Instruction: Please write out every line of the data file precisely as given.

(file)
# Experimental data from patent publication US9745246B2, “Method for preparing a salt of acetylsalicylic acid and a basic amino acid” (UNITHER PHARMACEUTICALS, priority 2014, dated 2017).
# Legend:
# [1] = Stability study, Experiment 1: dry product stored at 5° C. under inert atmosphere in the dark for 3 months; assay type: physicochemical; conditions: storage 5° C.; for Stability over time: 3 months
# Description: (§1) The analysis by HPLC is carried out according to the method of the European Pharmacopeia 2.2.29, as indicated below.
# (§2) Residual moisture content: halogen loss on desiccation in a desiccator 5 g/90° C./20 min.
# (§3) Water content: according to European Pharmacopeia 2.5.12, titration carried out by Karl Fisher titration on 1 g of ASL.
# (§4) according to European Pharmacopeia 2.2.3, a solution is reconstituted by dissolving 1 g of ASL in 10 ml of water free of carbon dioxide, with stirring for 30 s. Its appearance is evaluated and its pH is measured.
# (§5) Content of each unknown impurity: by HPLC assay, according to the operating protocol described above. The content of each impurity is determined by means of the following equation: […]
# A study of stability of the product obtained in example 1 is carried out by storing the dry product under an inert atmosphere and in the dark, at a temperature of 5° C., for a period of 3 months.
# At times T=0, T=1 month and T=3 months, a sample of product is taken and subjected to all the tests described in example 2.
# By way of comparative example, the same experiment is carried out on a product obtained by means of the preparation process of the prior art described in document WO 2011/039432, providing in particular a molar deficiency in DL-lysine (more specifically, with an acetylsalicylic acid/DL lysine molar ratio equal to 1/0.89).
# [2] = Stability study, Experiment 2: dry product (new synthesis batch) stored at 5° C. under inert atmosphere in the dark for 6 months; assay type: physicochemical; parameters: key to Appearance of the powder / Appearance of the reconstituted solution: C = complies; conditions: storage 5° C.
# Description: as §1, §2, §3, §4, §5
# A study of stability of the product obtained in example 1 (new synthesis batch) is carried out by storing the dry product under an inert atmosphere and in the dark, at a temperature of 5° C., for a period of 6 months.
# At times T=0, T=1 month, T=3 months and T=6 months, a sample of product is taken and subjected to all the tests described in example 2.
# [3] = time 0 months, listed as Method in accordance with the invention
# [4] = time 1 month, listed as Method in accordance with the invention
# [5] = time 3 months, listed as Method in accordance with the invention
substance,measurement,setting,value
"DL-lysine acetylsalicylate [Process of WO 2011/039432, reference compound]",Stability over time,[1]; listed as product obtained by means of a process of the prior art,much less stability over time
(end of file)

# Experimental data from patent publication US9745246B2, “Method for preparing a salt of acetylsalicylic acid and a basic amino acid” (UNITHER PHARMACEUTICALS, priority 2014, dated 2017).
# Legend:
# [1] = Stability study, Experiment 1: dry product stored at 5° C. under inert atmosphere in the dark for 3 months; assay type: physicochemical; conditions: storage 5° C.; for Stability over time: 3 months
# Description: (§1) The analysis by HPLC is carried out according to the method of the European Pharmacopeia 2.2.29, as indicated below.
# (§2) Residual moisture content: halogen loss on desiccation in a desiccator 5 g/90° C./20 min.
# (§3) Water content: according to European Pharmacopeia 2.5.12, titration carried out by Karl Fisher titration on 1 g of ASL.
# (§4) according to European Pharmacopeia 2.2.3, a solution is reconstituted by dissolving 1 g of ASL in 10 ml of water free of carbon dioxide, with stirring for 30 s. Its appearance is evaluated and its pH is measured.
# (§5) Content of each unknown impurity: by HPLC assay, according to the operating protocol described above. The content of each impurity is determined by means of the following equation: […]
# A study of stability of the product obtained in example 1 is carried out by storing the dry product under an inert atmosphere and in the dark, at a temperature of 5° C., for a period of 3 months.
# At times T=0, T=1 month and T=3 months, a sample of product is taken and subjected to all the tests described in example 2.
# By way of comparative example, the same experiment is carried out on a product obtained by means of the preparation process of the prior art described in document WO 2011/039432, providing in particular a molar deficiency in DL-lysine (more specifically, with an acetylsalicylic acid/DL lysine molar ratio equal to 1/0.89).
# [2] = Stability study, Experiment 2: dry product (new synthesis batch) stored at 5° C. under inert atmosphere in the dark for 6 months; assay type: physicochemical; parameters: key to Appearance of the powder / Appearance of the reconstituted solution: C = complies; conditions: storage 5° C.
# Description: as §1, §2, §3, §4, §5
# A study of stability of the product obtained in example 1 (new synthesis batch) is carried out by storing the dry product under an inert atmosphere and in the dark, at a temperature of 5° C., for a period of 6 months.
# At times T=0, T=1 month, T=3 months and T=6 months, a sample of product is taken and subjected to all the tests described in example 2.
# [3] = time 0 months, listed as Method in accordance with the invention
# [4] = time 1 month, listed as Method in accordance with the invention
# [5] = time 3 months, listed as Method in accordance with the invention
substance,measurement,setting,value
"DL-lysine acetylsalicylate [Process of WO 2011/039432, reference compound]",Stability over time,[1]; listed as product obtained by means of a process of the prior art,much less stability over time